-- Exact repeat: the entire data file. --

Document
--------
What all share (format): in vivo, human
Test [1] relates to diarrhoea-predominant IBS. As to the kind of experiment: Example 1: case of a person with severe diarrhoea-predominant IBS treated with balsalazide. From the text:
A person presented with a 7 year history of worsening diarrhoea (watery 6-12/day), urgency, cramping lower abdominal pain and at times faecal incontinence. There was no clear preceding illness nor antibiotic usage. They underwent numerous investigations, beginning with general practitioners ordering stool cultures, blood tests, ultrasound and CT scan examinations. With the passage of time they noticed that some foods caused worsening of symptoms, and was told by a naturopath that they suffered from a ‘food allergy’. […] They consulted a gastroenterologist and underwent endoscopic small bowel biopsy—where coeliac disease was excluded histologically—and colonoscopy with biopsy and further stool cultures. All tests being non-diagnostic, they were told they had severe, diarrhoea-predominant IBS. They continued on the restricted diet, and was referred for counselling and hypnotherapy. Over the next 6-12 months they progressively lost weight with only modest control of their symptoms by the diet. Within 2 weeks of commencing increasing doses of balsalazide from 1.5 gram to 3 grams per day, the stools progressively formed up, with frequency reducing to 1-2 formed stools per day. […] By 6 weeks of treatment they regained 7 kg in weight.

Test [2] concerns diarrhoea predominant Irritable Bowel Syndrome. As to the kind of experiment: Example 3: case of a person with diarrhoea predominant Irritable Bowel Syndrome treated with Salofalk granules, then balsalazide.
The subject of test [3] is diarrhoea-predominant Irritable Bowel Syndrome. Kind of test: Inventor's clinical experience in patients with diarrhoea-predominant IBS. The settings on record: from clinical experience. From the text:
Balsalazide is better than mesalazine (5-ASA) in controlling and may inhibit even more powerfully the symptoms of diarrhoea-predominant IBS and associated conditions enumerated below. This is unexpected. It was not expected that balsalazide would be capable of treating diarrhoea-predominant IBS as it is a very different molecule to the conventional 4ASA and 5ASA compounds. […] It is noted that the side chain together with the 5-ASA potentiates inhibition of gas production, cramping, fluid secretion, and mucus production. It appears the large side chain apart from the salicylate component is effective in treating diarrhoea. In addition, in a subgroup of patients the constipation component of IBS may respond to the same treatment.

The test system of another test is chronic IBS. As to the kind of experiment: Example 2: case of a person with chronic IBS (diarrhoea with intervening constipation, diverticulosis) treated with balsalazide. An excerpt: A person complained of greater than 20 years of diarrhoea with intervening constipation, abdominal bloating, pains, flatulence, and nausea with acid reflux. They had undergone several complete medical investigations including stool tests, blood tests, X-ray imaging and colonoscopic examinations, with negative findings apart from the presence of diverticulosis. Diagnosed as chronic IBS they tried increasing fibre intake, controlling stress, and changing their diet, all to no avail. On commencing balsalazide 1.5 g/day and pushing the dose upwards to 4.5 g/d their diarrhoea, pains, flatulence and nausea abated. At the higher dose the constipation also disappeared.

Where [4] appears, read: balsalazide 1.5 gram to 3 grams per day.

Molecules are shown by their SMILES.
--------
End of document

What all share (format): in vivo, human
Test [1] relates to diarrhoea-predominant IBS. As to the kind of experiment: Example 1: case of a person with severe diarrhoea-predominant IBS treated with balsalazide. From the text:
A person presented with a 7 year history of worsening diarrhoea (watery 6-12/day), urgency, cramping lower abdominal pain and at times faecal incontinence. There was no clear preceding illness nor antibiotic usage. They underwent numerous investigations, beginning with general practitioners ordering stool cultures, blood tests, ultrasound and CT scan examinations. With the passage of time they noticed that some foods caused worsening of symptoms, and was told by a naturopath that they suffered from a ‘food allergy’. […] They consulted a gastroenterologist and underwent endoscopic small bowel biopsy—where coeliac disease was excluded histologically—and colonoscopy with biopsy and further stool cultures. All tests being non-diagnostic, they were told they had severe, diarrhoea-predominant IBS. They continued on the restricted diet, and was referred for counselling and hypnotherapy. Over the next 6-12 months they progressively lost weight with only modest control of their symptoms by the diet. Within 2 weeks of commencing increasing doses of balsalazide from 1.5 gram to 3 grams per day, the stools progressively formed up, with frequency reducing to 1-2 formed stools per day. […] By 6 weeks of treatment they regained 7 kg in weight.

Test [2] concerns diarrhoea predominant Irritable Bowel Syndrome. As to the kind of experiment: Example 3: case of a person with diarrhoea predominant Irritable Bowel Syndrome treated with Salofalk granules, then balsalazide.
The subject of test [3] is diarrhoea-predominant Irritable Bowel Syndrome. Kind of test: Inventor's clinical experience in patients with diarrhoea-predominant IBS. The settings on record: from clinical experience. From the text:
Balsalazide is better than mesalazine (5-ASA) in controlling and may inhibit even more powerfully the symptoms of diarrhoea-predominant IBS and associated conditions enumerated below. This is unexpected. It was not expected that balsalazide would be capable of treating diarrhoea-predominant IBS as it is a very different molecule to the conventional 4ASA and 5ASA compounds. […] It is noted that the side chain together with the 5-ASA potentiates inhibition of gas production, cramping, fluid secretion, and mucus production. It appears the large side chain apart from the salicylate component is effective in treating diarrhoea. In addition, in a subgroup of patients the constipation component of IBS may respond to the same treatment.

The test system of another test is chronic IBS. As to the kind of experiment: Example 2: case of a person with chronic IBS (diarrhoea with intervening constipation, diverticulosis) treated with balsalazide. An excerpt: A person complained of greater than 20 years of diarrhoea with intervening constipation, abdominal bloating, pains, flatulence, and nausea with acid reflux. They had undergone several complete medical investigations including stool tests, blood tests, X-ray imaging and colonoscopic examinations, with negative findings apart from the presence of diverticulosis. Diagnosed as chronic IBS they tried increasing fibre intake, controlling stress, and changing their diet, all to no avail. On commencing balsalazide 1.5 g/day and pushing the dose upwards to 4.5 g/d their diarrhoea, pains, flatulence and nausea abated. At the higher dose the constipation also disappeared.

Where [4] appears, read: balsalazide 1.5 gram to 3 grams per day.

Molecules are shown by their SMILES.